Red banded mango caterpillar (RBMC; Deanolis sublimbalis) is considered a serious threat to Australia’s mango industry. Though, RBMC has not reached any commercial mango plantations in Australia and poses no immediate threat to the mango industry, the pest has caused commercial losses in the order of 10-15% in tropical parts of Asia. It has also been detected at several locations near the northern tip of Cape York Peninsula.
The 2018/2019 mango season saw some extreme weather events, especially in The Tablelands where the region experienced high temperatures followed by extreme rainfall. AMIA thought it a prudent time to give growers a refresher on reducing lenticel damage; both on-farm and in the packing shed.
As the 2018/19 season draws to an end, we reflect on a very successful year with a huge buzz from the general public, media and influencers alike. We’ve received a total of 256 hits with media, reaching almost 14 million Aussies.
Building new markets takes time and tenacity. It does not happen in a single season and it does not happen as a result of individual performance. Our ability to create a strong demand for Australian mangoes in new and emerging markets is dependent on our brand reputation. Together we are working, year on year, to create an excellent reputation for Australian mangoes. A reputation for producing quality mangoes that consistently look and taste superior to any other mango on offer.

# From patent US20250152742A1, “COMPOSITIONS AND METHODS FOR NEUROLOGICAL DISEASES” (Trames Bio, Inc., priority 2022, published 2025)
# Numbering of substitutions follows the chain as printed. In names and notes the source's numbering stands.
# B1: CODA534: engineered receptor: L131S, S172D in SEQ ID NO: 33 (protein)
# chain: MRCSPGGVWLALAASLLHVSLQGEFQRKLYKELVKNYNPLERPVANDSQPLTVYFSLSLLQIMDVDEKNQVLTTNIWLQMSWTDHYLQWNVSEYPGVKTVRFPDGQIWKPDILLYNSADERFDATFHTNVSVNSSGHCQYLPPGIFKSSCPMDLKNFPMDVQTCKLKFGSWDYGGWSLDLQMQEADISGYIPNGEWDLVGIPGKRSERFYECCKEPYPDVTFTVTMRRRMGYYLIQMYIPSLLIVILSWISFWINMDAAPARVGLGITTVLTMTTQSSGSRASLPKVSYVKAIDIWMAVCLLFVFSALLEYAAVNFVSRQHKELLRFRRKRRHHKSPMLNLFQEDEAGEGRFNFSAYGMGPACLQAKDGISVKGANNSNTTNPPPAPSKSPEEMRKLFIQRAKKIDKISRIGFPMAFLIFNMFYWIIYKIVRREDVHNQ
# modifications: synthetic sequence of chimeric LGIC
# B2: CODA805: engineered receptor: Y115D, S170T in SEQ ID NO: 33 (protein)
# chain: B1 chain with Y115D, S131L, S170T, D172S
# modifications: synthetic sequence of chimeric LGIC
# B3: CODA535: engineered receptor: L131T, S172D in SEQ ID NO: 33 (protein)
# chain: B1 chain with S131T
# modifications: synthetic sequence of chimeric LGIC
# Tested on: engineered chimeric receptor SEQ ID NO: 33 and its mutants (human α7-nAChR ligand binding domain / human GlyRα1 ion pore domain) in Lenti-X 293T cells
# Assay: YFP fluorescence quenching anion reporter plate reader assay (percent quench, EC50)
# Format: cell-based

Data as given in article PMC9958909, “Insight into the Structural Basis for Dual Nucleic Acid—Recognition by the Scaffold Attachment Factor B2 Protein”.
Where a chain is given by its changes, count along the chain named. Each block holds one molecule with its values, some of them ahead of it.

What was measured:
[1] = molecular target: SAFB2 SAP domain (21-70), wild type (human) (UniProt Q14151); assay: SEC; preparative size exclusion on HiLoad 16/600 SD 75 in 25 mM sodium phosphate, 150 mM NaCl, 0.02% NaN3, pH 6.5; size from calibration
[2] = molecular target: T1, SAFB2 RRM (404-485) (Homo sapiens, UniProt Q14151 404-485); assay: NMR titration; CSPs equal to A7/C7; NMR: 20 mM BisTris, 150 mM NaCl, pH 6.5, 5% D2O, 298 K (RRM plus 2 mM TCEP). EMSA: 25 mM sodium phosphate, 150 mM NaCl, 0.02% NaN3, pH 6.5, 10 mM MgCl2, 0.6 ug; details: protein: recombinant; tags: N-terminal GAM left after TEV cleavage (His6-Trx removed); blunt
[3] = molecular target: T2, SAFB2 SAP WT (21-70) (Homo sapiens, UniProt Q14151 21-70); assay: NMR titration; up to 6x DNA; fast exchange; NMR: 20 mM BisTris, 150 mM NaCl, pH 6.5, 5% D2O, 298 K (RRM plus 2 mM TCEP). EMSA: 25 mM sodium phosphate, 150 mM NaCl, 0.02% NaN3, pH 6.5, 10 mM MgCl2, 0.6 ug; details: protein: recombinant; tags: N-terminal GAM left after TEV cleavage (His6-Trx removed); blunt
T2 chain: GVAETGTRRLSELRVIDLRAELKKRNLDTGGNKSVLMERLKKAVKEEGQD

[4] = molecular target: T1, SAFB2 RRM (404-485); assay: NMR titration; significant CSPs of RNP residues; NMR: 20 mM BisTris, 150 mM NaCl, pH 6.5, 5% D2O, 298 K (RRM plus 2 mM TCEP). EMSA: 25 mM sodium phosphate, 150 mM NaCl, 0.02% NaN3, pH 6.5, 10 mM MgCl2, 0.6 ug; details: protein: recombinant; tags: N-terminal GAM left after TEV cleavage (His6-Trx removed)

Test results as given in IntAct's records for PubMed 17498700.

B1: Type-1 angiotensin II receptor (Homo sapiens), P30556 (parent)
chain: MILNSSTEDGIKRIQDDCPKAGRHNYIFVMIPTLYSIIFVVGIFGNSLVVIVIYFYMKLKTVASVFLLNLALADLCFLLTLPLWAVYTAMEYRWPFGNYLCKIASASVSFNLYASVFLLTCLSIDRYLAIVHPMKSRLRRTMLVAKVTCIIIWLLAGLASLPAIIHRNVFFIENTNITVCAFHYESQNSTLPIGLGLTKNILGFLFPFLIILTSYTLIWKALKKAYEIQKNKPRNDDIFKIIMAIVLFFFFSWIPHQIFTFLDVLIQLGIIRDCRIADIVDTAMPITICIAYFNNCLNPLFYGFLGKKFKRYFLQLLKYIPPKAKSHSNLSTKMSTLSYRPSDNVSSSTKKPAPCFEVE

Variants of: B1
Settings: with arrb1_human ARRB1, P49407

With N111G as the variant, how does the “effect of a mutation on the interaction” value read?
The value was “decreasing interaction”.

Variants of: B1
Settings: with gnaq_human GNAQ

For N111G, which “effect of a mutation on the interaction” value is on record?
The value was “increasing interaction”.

AMIA and Griffith University hosted the ACIAR Agribusiness research and development opportunities for tropical fruit processing workshop on 19 and 20 February 2019 at the Griffith University South Bank campus, Brisbane.
As Australians celebrated the first weekend in summer and began the ‘sleigh ride’ into Christmas, mango growers representing all varieties and growing regions from across the country left their farms to take to Sydney streets and experience all the energy and excitement of a mango season at its peak!
This season Australian Mangoes has convened a record number of roadshows achieving record attendance at every one, a strong indictator that we have an industry that is engaged and excited about its future.
Australian Mangoes is proud to be involved in the ACIAR project, Evaluation of agribusiness research and development opportunities for tropical fruit processing in the Asia-Pacific region which is led by Professor Robin Roberts from the Griffith Asia Institute, Griffith University.
China had more than 700 million Internet users in 2017 and has emerged as the world leader in e-commerce (Marinova 2017). Increasingly, Chinese consumers are shopping online for fresh fruits and vegetables because they don’t have to pay for storage and handling costs associated with traditional retail channels. This trend could point to a potential market for Australian mangoes.
Maintaining an effective cold chain by monitoring temperature is the most important thing you can do to ensure the best quality product when it arrives in market. In the past, temperature loggers had to be retrieved to access the data, but a new generation of loggers can give you real-time information about the temperature and location of your consignment without relying on someone to retrieve the logger and send data to you.